A Day To Remember This work has been published in the Teen Ink monthly print magazine.

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   As I walked up the steps of the strange-looking building, I began to wonder how many hours were left until I could go home. When I had decided to volunteer at HeadStart, a preschool program for underprivileged children, I was excited at the idea of helping others and gaining a new experience at the same time. But when I pushed open the doors and entered the empty hallway, a million questions began to fly through my head. What if the kids don't like me? What if I don't like them? What will I have to do here? I tried to reassure myself that everything would be fine, feeling more and more like the new kid on the first day of school.

The children didn't seem surprised to see a new face in the classroom, although I saw a few questioning eyes glance my way. The kids were busy at various activities, and I was put to work setting the tables for breakfast. I smiled at every unfamiliar face, and soon the kids came up to me, asking my name. As we sat down on the group rug, a few children even took my hand and sat with me as I was introduced to the class, as if to assure me that I was welcome.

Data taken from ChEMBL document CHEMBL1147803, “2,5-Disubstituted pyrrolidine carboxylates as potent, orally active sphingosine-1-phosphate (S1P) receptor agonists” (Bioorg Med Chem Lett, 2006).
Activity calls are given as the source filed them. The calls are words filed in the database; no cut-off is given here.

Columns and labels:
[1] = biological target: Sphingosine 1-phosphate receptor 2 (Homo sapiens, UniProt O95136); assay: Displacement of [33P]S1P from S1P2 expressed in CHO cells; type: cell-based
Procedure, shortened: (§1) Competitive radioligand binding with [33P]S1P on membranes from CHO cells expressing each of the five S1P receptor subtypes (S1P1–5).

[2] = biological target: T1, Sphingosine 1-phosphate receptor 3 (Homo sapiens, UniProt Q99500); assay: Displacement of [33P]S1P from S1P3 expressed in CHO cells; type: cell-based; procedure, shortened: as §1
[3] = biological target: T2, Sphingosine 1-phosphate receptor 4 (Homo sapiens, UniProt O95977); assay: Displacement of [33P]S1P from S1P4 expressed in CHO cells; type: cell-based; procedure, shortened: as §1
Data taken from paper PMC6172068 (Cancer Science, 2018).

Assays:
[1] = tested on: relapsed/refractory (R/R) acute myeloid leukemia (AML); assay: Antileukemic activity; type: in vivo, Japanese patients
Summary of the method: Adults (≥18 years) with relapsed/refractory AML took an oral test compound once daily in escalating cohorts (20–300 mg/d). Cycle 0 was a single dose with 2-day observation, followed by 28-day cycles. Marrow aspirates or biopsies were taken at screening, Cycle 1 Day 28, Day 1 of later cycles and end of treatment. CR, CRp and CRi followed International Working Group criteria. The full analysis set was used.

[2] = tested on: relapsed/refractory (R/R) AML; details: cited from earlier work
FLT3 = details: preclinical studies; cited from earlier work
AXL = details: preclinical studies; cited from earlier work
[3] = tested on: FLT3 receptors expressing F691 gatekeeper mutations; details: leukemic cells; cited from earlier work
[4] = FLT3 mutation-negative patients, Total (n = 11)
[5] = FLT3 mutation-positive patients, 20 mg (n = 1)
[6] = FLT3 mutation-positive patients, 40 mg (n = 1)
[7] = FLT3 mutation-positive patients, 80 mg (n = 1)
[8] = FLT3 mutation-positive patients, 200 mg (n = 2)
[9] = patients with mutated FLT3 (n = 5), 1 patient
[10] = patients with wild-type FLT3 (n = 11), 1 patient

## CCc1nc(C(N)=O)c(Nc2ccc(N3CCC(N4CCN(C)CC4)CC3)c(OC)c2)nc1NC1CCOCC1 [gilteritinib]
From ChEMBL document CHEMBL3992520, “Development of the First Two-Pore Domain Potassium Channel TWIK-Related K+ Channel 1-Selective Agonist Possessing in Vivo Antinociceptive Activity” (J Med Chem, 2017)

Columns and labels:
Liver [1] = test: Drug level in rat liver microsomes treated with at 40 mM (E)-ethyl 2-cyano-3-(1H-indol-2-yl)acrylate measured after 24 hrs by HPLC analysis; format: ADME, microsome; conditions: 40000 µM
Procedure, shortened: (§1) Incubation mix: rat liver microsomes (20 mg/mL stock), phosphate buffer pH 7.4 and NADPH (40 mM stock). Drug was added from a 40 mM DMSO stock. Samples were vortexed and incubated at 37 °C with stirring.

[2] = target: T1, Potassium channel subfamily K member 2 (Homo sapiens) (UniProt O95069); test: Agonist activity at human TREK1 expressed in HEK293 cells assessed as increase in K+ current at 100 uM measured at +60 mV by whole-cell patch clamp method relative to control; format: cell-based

As the day went on, I became more and more relaxed, and soon I was wondering why I was ever worried. The children were all very warm and friendly, and appeased all fears I had just a few hours ago. As I left the now-familiar building that afternoon, I felt a sense of accomplishment on many different levels. I had overcome the anxiety that had plagued me, and I had enjoyed myself while helping others. I thought about the next time at HeadStart - I would not feel scared or unsure of myself, but happy and excited to be spending another day there. fl


This work has been published in the Teen Ink monthly print magazine. This piece has been published in Teen Ink’s monthly print magazine.






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